GRAVE DIGGER is one of the premier German bands that received worldwide recognition back in the 90’s when they released a series of solid teutonic metal albums. And while this particular genre doesn’t enjoy the same amount of popularity outside Germany, G.D. couldn’t care less and they continue to fuel their metal steam engine with albums every two or three years.
It would be natural to speculate that a band that has been around for 40 years, doesn’t have the same amount of inspiration when it comes to songwriting. In most of these bands when it comes to composing the driving force is mainly experience not epiphany, something which I find natural. Therefore though the band has been constantly releasing albums, none of their recent albums has managed to captivate their earlier caliber.
Enter “The Living Dead”, the band’s 19th studio album (including the Digger album) only a year and a half after the mediocre “Healed by Metal” and the third addiction in a series of more horror themed album (instead of Medieval ones). Truth to be told, there is hasn’t been much improvement when it comes to songwriting since the band continues the same pattern. Typical ACCEPT-ish German metal with anthemic choruses, solid drum and bass and heavy guitars. A facile listening might impress the listener but there is more to this: Though there is a constant bluntness throughout the album there is also little deviation from mediocrity.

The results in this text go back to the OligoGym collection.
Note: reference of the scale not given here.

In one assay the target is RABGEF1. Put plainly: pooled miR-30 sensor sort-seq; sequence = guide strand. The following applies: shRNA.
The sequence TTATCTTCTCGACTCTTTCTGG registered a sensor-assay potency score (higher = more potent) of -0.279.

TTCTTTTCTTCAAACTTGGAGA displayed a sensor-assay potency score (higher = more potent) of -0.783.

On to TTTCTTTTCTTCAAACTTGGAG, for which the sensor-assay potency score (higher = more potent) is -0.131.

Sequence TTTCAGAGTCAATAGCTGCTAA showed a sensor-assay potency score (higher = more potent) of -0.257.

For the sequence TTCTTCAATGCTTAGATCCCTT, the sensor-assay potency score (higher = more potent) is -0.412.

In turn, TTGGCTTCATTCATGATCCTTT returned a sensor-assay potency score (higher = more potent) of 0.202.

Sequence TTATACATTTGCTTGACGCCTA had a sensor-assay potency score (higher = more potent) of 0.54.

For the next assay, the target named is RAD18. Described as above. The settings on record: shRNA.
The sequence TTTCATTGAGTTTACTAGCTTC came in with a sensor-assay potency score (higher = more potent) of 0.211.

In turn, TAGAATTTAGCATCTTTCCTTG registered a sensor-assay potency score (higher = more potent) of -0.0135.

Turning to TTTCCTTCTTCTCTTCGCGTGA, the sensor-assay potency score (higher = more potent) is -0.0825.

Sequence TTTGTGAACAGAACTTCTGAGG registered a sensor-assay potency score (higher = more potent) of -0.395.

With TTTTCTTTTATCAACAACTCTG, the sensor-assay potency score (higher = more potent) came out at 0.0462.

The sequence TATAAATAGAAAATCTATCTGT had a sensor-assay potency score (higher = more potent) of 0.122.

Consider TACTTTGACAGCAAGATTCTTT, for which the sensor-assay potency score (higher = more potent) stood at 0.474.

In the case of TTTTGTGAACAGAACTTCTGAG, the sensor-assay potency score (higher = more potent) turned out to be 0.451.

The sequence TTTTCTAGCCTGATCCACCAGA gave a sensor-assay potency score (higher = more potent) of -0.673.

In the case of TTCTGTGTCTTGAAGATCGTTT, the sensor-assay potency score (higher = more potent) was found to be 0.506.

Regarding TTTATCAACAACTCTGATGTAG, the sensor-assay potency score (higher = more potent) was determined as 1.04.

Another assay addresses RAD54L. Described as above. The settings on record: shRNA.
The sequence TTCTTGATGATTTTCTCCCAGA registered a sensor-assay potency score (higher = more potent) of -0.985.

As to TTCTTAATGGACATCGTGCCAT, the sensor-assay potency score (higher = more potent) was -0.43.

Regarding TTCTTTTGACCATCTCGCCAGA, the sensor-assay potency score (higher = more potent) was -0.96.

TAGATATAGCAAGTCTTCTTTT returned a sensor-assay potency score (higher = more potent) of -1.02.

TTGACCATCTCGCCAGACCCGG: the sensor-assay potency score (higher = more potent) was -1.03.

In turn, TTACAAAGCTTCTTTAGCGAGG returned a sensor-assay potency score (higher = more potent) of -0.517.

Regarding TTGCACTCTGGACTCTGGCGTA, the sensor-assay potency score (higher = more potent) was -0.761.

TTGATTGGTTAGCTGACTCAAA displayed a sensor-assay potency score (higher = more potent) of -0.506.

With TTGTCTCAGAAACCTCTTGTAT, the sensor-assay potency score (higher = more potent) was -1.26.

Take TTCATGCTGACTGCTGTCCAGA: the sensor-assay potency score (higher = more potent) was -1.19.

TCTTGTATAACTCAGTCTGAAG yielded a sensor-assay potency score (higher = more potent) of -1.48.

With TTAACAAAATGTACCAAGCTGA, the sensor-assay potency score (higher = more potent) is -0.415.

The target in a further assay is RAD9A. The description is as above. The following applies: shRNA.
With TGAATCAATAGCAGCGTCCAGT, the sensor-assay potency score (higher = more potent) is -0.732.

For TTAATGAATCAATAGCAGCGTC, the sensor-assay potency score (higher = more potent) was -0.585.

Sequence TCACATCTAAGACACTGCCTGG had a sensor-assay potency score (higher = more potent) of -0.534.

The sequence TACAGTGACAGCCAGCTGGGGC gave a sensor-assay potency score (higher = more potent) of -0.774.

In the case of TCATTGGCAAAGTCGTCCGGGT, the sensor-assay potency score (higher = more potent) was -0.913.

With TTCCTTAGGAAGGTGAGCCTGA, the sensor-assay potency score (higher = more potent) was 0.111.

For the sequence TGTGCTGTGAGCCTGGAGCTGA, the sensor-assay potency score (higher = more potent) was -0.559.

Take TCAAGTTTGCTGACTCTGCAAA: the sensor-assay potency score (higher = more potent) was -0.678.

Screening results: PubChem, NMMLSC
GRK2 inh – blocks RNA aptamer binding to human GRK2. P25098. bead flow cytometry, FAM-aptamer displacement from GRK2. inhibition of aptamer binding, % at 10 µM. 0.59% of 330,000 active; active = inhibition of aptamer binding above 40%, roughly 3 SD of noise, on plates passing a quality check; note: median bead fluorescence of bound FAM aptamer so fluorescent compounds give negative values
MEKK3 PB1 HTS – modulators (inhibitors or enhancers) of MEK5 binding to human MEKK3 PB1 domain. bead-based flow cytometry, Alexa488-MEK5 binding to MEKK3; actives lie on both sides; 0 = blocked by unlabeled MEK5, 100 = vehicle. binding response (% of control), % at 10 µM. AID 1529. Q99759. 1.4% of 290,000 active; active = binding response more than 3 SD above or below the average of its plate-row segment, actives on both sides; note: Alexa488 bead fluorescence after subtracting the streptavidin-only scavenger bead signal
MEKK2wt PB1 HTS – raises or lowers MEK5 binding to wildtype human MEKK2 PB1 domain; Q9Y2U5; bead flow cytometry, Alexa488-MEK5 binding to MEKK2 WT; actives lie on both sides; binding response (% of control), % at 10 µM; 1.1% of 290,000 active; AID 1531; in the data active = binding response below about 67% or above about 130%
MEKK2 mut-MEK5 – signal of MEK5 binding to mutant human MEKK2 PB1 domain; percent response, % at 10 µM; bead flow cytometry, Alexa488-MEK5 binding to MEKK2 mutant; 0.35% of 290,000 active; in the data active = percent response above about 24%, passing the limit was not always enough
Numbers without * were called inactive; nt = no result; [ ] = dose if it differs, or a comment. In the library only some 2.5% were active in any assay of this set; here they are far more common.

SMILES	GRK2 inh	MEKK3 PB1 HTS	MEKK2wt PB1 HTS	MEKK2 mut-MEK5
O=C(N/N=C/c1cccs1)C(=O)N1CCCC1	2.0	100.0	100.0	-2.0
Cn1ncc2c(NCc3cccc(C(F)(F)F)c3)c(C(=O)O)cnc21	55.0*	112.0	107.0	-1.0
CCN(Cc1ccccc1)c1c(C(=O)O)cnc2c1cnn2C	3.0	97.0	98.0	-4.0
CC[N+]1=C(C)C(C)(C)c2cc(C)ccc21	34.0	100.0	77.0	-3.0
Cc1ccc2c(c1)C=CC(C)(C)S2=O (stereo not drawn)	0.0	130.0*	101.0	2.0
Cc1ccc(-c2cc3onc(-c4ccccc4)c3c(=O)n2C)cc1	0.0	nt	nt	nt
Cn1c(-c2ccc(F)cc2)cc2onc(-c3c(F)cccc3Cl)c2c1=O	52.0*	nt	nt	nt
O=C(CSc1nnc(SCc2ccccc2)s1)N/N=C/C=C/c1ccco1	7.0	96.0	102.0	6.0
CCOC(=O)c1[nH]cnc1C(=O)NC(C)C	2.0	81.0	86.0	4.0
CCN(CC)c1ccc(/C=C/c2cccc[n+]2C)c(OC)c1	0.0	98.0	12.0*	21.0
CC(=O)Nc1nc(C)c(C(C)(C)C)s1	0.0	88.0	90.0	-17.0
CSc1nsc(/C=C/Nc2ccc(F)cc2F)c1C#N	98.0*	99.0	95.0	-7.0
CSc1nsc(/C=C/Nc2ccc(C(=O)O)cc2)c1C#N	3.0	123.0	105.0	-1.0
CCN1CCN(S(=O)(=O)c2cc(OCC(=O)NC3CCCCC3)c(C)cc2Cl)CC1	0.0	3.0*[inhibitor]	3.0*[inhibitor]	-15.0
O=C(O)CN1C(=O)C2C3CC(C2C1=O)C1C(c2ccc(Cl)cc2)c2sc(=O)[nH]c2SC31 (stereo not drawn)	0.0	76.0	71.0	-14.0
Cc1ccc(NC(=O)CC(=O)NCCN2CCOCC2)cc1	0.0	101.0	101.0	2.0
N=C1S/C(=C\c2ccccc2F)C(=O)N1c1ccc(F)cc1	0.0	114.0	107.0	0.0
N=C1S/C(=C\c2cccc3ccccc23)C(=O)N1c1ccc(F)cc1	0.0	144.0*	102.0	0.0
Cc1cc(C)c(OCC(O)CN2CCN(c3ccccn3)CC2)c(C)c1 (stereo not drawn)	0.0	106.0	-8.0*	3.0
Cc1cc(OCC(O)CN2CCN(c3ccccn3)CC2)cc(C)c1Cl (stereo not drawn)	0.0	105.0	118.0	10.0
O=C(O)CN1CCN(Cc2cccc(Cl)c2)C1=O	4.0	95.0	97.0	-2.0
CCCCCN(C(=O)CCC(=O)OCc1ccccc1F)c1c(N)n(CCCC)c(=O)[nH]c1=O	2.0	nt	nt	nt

Most of the songs leverage the same ingredients that made the band famous, which is OK with me when it’s done nicely, but here, there is obvious sloppiness: Apart from two or three songs (“Blade of the Immortal”, “When Death Passes By” and “What War Left Behind”) which are the quite interesting all the other recycle the same riffs, vocal lines and choruses giving the listener an impression of a déjà vu (oh dear haven’t I heard that before?).
And while GRAVE DIGGER made a career out of recycling the same ideas in this one it’s not done properly: listen to “Fear of the living dead” or “Insane pain” or “Hymn of The Damned” and ask yourselves whether you’ve heard the riffs before in far better utilization. It sounds to me as if G.D. picked up the most generic riffs from their career and stirred them (adding a full dose on uninspired lyrics) in another album.
What’s more the lyrics in some songs budge toward ridiculousness and don’t get me wrong Boltendahl was never a profound lyricist but songs like “Power of Metal” or “Zombie Dance” serve purposes that are beyond me. Moreover most of the vocals sound both dispassionately and standardized as if Boltendahl sings as he is expected to do so.
To sum up I’d say that this is another addiction to a long line of mediocre albums. Truth to be told, GRAVE DIGGER can do better, they have proven it before and I’m pretty sure they will do it again. I don’t know what are their contract obligations but releasing uninspired albums surely is not what this band is about. Maybe next time, until then i’ll stick to their good moments…